114 Theory and Teaching
I have learned throughout this semester that when I become a teacher I want my students to fully understand what is being taught. During the month of April, I went to an award ceremony for a teacher accepting an award as well as giving a talk about the importance of understanding student needs and wants in order to be successful. Her method of teaching revolved around mathematics but her theory behind teaching pertained to all aspects of teaching and all subject matters. One of the subjects she talked about was addressing students’ needs and how they come back full circle to address your needs as a teacher.
This teacher was struggling with making classes beneficial for students. Her students were not fully understanding the concepts. They were getting frustrated with the work and the students were at different levels of understanding. She was attempting to make sure everyone was learning at their own pace but still understanding fully. Unfortunately, many students were shutting down and reverting back to their childhood behavior which included the refusal to do work because it was hard. These kinds of behaviors are always with us, but we have a way of keeping them inside, repressing those ridiculous outbursts of defiance.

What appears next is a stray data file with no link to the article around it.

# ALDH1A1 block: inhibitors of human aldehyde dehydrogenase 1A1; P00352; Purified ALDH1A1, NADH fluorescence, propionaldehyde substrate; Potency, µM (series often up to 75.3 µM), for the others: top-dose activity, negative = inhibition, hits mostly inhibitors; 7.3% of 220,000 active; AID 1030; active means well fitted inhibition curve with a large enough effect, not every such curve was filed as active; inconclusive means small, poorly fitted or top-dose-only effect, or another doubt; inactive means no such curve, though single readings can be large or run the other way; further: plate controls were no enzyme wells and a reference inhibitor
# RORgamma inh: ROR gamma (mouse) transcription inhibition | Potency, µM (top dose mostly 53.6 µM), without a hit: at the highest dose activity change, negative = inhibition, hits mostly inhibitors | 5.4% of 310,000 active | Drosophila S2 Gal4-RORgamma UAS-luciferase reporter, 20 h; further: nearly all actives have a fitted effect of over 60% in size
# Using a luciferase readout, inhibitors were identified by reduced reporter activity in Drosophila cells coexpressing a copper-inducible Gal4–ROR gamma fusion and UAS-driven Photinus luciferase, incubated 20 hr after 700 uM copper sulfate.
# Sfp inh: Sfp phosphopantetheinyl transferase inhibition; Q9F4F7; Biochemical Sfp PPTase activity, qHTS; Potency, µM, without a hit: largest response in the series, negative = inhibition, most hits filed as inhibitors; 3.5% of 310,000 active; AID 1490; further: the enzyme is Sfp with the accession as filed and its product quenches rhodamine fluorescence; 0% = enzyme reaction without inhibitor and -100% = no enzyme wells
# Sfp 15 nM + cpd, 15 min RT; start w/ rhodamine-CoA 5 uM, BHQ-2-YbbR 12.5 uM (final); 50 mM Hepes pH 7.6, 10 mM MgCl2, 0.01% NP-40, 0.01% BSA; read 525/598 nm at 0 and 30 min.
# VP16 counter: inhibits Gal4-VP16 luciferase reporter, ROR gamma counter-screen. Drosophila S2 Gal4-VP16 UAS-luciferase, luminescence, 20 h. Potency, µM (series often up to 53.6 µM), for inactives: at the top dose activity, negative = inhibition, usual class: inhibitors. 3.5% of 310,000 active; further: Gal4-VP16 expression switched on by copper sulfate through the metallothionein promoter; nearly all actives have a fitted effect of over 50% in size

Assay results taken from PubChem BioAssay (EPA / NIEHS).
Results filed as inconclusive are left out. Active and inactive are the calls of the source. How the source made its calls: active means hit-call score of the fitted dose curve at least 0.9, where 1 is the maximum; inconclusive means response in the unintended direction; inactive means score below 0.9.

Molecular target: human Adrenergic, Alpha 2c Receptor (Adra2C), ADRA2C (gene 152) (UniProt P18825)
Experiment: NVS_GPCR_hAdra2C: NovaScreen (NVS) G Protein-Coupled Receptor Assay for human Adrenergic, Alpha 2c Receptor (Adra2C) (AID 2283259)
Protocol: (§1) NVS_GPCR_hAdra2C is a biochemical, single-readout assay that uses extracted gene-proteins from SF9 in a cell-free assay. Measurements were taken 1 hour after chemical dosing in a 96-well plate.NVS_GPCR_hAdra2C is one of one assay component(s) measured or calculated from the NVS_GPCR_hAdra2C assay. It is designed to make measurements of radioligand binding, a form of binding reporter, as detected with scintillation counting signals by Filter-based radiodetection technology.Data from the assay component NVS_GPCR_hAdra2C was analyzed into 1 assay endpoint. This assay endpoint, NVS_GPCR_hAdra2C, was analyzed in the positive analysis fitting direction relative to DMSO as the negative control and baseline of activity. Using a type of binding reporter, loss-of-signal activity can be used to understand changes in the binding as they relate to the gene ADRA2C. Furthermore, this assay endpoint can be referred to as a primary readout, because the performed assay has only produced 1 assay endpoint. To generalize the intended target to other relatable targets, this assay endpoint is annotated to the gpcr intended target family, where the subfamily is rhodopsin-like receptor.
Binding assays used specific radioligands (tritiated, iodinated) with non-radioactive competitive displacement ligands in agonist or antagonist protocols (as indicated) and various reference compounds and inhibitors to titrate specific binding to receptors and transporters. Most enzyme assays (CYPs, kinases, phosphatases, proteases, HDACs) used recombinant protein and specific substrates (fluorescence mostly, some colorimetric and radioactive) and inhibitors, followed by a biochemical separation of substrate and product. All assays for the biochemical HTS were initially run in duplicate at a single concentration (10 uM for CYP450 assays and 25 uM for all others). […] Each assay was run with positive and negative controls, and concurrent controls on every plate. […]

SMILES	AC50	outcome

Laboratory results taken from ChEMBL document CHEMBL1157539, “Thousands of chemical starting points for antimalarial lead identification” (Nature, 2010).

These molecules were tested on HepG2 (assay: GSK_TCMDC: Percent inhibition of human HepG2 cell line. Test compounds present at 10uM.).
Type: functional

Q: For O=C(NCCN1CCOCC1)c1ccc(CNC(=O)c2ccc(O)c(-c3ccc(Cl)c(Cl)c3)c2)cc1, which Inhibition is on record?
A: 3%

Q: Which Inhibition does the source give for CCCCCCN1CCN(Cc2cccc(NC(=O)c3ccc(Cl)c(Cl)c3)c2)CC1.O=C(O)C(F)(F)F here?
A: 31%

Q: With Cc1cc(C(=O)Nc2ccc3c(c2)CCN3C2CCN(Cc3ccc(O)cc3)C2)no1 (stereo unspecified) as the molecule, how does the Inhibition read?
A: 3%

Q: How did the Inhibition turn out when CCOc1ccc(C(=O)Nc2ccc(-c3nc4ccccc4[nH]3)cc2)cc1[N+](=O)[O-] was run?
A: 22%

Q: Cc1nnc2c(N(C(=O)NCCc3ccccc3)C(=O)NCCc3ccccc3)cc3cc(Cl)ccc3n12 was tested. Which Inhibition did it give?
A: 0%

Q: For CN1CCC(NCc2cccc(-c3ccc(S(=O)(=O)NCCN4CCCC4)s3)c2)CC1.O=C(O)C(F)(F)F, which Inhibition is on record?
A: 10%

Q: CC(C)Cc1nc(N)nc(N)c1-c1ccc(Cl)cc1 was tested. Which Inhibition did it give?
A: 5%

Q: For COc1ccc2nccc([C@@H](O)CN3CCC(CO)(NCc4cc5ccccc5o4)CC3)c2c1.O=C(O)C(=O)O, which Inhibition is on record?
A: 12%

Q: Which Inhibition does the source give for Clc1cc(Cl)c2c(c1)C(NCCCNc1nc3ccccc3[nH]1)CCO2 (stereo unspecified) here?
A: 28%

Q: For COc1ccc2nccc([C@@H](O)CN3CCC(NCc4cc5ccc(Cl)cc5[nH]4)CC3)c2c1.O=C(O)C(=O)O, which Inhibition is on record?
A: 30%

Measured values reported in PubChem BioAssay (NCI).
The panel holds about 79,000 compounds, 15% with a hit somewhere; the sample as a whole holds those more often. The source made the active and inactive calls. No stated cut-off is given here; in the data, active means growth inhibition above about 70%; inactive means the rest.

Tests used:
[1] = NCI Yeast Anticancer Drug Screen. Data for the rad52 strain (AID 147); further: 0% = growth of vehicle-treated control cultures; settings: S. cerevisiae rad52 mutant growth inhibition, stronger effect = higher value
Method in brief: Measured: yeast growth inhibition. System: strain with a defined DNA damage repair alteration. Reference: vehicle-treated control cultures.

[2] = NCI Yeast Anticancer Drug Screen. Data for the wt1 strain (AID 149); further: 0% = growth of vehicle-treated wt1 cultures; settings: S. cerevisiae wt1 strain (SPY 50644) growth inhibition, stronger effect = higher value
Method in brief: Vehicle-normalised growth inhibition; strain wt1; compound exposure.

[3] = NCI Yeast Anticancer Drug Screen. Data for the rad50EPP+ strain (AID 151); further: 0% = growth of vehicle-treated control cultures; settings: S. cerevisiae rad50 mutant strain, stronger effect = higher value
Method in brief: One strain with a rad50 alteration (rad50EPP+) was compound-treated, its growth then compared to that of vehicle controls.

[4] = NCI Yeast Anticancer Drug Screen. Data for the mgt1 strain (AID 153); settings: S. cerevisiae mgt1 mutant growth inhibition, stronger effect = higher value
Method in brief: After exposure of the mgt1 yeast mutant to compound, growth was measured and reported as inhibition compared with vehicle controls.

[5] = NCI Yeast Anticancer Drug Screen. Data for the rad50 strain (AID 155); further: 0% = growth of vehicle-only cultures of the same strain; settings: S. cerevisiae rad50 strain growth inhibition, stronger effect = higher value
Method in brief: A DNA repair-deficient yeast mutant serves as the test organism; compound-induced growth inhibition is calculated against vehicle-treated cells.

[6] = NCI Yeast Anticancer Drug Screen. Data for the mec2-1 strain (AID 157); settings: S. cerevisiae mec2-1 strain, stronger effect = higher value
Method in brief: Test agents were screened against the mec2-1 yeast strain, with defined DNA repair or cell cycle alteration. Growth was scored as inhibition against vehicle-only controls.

Theorists teach us about different theories. Sigmund Freud is a famous theorist who studied psychoanalytic theory. This theory has many working parts but comes down to one specific whole; the workings of the brain. Some of the working parts of psychoanalytic theory are repression, the ID, and the ego. The ego is the conscious self and the one that represses desires to fit-in. The ID is the unconscious self. This compels us through life and places a boundary between itself and the ego.
Freud spent most of his life studying the boundary and the dynamic movements between the conscious self or the ego and the unconscious, which he later came to call id. The id is the site of the energy of the mind, energy that Freud characterized as a combination of sexual libido and other instincts, such an aggression, that propel the human organism through life, moving it to grow, develop, and eventually die (Rivkin & Ryan, 391).
The ego and the Id are important parts of the brain that aren’t fully understood, there are many parts to the brain but these two parts are what drive daily responsibilities and reasoning. Along with the id and ego is repression. “Repression is essential to civilization, the conversion of animal instinct into civil behavior, but such repression creates what might be called a second self, a stranger within, a place where all that cannot for one reason or another be expressed or realized in civil life takes up residence” (Rivkin & Ryan, 389). Repression is more than just preventing ourselves from showing our animal instincts, its also about leaving behind specific memories, stages of development, tragedy, and harm. Leaving those things in the past, sort of like when children of abuse don’t remember much of their childhood once they are removed from the abusive situation, they go onto living healthy abuse free lives and have little recollection of the past.